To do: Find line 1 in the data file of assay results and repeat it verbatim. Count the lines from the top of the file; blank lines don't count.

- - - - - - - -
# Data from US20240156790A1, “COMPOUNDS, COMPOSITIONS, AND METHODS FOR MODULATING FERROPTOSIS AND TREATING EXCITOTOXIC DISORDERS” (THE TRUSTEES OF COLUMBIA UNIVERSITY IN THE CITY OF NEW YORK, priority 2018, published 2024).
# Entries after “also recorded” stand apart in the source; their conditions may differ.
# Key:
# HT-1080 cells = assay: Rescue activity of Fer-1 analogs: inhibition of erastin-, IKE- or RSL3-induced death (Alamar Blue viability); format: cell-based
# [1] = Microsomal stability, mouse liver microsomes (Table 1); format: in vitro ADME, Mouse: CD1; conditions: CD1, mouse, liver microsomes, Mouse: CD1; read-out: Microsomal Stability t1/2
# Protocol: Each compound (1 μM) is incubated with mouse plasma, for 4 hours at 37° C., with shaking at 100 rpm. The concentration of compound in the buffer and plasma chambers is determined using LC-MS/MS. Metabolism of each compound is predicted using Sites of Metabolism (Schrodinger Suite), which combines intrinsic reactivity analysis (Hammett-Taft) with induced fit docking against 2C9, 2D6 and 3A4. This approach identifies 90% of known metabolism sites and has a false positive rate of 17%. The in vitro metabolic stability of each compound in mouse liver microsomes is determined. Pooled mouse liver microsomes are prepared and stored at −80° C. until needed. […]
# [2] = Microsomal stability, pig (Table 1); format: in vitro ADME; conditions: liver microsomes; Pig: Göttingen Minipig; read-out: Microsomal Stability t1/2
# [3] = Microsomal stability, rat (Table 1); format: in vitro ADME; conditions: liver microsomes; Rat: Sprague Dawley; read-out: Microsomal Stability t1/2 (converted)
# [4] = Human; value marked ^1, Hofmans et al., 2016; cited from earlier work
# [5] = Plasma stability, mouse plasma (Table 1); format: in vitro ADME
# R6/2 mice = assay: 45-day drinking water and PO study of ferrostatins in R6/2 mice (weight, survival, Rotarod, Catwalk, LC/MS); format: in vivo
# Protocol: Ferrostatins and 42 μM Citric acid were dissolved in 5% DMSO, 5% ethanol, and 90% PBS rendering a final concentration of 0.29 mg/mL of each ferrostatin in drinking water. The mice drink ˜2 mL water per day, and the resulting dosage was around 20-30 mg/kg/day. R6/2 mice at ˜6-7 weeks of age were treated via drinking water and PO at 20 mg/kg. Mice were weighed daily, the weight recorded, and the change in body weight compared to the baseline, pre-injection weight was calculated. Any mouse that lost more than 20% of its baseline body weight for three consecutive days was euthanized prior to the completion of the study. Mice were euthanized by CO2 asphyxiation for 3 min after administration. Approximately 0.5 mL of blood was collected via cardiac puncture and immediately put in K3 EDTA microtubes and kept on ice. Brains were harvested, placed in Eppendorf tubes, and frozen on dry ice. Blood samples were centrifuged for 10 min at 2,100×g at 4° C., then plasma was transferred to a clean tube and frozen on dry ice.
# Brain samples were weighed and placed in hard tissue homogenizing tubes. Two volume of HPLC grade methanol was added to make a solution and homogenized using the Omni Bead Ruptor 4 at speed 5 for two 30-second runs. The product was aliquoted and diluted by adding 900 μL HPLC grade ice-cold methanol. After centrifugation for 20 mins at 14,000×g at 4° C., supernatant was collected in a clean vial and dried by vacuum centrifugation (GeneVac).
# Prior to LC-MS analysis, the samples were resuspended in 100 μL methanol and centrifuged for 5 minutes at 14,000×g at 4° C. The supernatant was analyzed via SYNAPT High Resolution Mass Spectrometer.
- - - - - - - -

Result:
# Data from US20240156790A1, “COMPOUNDS, COMPOSITIONS, AND METHODS FOR MODULATING FERROPTOSIS AND TREATING EXCITOTOXIC DISORDERS” (THE TRUSTEES OF COLUMBIA UNIVERSITY IN THE CITY OF NEW YORK, priority 2018, published 2024).